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New PolicyLab Research Suggests Children with Special Health Care Needs Are More Likely to Be Underinsured

In a new JAMA Network Open study, a team of PolicyLab researchers found that the likelihood of underinsurance among children with special health care needs increased with the complexity of children’s health care needs after examining the prevalence of underinsurance based on child medical complexity and income levels. They also identified a pronounced level of underinsurance among middle-income households, underscoring the significant challenges of health care affordability and access for families.

Pediatric underinsurance, which is inadequate or inconsistent health coverage, has been on the rise over the past decade in the U.S., particularly among households with children with special health care needs. Children with special health care needs often require frequent and intense care and are at elevated risk for hospitalizations, emergency department visits and unplanned doctor’s visits. However, little research to date has examined differences in underinsurance across the wide spectrum of children’s special health care needs.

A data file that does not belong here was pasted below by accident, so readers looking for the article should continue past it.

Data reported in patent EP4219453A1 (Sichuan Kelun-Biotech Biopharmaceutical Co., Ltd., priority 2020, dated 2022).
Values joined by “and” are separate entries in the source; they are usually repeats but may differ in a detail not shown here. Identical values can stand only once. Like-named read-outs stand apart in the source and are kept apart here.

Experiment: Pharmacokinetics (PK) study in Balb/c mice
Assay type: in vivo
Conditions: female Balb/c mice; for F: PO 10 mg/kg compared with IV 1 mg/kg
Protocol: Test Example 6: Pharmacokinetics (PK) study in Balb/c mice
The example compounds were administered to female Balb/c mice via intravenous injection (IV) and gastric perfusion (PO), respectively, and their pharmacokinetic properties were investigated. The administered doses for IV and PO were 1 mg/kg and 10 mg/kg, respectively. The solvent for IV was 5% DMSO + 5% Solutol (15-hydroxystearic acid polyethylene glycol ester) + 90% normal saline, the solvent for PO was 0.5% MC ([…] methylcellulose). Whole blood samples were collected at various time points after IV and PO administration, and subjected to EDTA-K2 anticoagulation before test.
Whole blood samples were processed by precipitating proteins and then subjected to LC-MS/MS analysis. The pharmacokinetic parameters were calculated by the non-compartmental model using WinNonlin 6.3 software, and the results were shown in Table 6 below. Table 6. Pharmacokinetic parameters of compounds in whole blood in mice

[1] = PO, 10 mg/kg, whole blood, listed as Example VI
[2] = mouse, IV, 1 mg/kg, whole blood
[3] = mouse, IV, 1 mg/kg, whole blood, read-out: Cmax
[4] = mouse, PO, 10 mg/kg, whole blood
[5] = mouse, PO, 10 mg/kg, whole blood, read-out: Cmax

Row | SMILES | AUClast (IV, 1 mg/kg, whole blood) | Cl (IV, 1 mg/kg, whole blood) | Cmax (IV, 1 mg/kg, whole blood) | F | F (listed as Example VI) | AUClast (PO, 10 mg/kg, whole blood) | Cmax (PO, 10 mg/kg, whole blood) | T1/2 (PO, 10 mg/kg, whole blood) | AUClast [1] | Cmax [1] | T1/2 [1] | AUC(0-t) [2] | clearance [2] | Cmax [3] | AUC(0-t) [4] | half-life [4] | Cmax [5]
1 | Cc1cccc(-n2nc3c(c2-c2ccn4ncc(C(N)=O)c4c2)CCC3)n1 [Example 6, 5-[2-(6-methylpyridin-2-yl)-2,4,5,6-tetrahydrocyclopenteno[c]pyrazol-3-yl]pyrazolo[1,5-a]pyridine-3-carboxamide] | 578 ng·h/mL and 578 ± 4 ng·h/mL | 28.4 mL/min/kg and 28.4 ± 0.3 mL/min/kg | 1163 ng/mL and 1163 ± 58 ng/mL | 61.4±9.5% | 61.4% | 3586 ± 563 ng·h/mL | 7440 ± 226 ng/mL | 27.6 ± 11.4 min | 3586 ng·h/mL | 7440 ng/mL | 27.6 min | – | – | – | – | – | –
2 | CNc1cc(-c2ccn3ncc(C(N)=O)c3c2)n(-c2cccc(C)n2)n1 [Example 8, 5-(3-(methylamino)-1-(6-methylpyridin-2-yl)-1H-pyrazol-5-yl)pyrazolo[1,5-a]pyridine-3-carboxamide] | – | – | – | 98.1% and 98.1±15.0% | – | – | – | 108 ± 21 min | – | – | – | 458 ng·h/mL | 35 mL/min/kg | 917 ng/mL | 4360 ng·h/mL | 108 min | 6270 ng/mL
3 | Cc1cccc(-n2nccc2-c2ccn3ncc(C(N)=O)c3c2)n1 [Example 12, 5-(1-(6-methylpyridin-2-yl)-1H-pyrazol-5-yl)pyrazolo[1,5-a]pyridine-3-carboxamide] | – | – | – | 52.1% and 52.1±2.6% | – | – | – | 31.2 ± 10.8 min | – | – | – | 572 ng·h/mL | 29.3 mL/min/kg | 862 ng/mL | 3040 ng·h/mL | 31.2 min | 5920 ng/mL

With health care and insurance costs continuing to rise, more research is needed to inform state and federal efforts to ensure that children with special health care needs have access to public insurance and that this coverage meets their needs.

Explore the study findings here.